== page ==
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In Screening for Suicide Risk, Facebook Takes On Tricky Public Health Role

“It’s hard to know what Facebook is actually picking up on, what they are actually acting on, and are they giving the appropriate response to the appropriate risk,” said Dr. John Torous, director of the digital psychiatry division at Beth Israel Deaconess Medical Center in Boston. “It’s black box medicine.”

Facebook said it worked with suicide prevention experts to develop a comprehensive program to quickly connect users in distress with friends and send them contact information for help lines. It said experts also helped train dedicated Facebook teams, who have experience in law enforcement and crisis response, to review the most urgent cases. Those reviewers contact emergency services only in a minority of cases, when users appear at imminent risk of serious self-harm, the company said.

“While our efforts are not perfect, we have decided to err on the side of providing people who need help with resources as soon as possible,” Emily Cain, a Facebook spokeswoman, said in a statement.

[Share an experience about Facebook’s suicide prevention program with The New York Times.]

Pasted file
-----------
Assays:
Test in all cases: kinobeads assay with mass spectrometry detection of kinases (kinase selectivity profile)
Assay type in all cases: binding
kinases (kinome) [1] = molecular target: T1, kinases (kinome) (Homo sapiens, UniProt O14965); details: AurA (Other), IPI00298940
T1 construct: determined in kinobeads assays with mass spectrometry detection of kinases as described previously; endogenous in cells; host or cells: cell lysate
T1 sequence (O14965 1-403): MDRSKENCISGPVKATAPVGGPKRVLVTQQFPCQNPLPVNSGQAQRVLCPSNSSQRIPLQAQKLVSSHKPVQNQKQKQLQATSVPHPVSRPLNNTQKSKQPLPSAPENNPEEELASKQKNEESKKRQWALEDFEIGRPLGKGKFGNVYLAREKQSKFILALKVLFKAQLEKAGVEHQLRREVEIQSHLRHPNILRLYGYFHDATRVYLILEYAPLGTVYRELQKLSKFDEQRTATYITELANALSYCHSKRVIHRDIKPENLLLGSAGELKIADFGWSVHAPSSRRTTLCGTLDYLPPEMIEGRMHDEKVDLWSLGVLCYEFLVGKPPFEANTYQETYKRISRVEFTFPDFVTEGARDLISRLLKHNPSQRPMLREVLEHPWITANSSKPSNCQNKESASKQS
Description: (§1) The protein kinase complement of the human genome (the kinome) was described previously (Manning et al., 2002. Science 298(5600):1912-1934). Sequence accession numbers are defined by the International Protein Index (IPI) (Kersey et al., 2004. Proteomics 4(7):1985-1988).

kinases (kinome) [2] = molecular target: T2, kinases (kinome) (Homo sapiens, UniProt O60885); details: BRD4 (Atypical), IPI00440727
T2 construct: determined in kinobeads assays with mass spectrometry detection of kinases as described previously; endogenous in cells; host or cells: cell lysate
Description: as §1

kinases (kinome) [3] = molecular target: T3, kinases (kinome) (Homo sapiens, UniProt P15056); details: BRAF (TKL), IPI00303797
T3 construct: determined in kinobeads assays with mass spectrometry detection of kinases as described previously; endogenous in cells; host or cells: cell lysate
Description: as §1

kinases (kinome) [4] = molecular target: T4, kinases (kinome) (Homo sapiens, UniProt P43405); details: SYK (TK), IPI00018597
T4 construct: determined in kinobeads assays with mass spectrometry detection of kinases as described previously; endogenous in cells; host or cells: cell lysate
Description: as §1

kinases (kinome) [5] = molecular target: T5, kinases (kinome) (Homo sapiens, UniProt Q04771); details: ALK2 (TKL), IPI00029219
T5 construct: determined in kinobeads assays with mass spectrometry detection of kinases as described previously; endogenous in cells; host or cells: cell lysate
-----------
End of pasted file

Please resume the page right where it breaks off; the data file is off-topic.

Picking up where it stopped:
In a September post, Facebook described how it had developed a pattern recognition system to automatically score certain user posts and comments for likelihood of suicidal thoughts. The system automatically escalates high-scoring posts, as well as posts submitted by concerned users, to specially trained reviewers.

“Facebook has always been way ahead of the pack,” said John Draper, director of the National Suicide Prevention Lifeline, “not only in suicide prevention, but in taking an extra step toward innovation and engaging us with really intelligent and forward-thinking approaches.” (Vibrant Emotional Health, the nonprofit group administering the Lifeline, has advised and received funding from Facebook.)

Facebook said its suicide risk scoring system worked worldwide in English, Spanish, Portuguese and Arabic — except for in the European Union, where data protection laws restrict the collection of personal details like health information. To opt out, people can stop posting on Facebook or delete their Facebook accounts.

A review of four police reports, obtained by The Times under Freedom of Information Act requests, suggests that Facebook’s approach has had mixed results. Except for the Ohio case, police departments redacted the names of the people flagged by Facebook.

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About Alfred Jackson

Alfred R. Jackson writes for Technology section in AmericaRichest.

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